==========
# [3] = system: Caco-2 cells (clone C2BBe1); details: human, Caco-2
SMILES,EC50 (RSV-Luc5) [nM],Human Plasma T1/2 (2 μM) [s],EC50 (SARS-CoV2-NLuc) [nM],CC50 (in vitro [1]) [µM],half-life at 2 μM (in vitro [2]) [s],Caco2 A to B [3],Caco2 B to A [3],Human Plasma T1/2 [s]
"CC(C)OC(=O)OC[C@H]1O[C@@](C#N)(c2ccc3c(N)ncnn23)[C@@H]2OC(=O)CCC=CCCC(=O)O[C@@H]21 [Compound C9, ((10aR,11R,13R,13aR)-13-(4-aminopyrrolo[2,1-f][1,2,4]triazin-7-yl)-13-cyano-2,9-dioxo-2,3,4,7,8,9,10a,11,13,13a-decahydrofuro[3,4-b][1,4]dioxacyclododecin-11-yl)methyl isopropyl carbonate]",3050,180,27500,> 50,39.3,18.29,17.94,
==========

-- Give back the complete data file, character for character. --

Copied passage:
# [3] = system: Caco-2 cells (clone C2BBe1); details: human, Caco-2
SMILES,EC50 (RSV-Luc5) [nM],Human Plasma T1/2 (2 μM) [s],EC50 (SARS-CoV2-NLuc) [nM],CC50 (in vitro [1]) [µM],half-life at 2 μM (in vitro [2]) [s],Caco2 A to B [3],Caco2 B to A [3],Human Plasma T1/2 [s]
"CC(C)OC(=O)OC[C@H]1O[C@@](C#N)(c2ccc3c(N)ncnn23)[C@@H]2OC(=O)CCC=CCCC(=O)O[C@@H]21 [Compound C9, ((10aR,11R,13R,13aR)-13-(4-aminopyrrolo[2,1-f][1,2,4]triazin-7-yl)-13-cyano-2,9-dioxo-2,3,4,7,8,9,10a,11,13,13a-decahydrofuro[3,4-b][1,4]dioxacyclododecin-11-yl)methyl isopropyl carbonate]",3050,180,27500,> 50,39.3,18.29,17.94,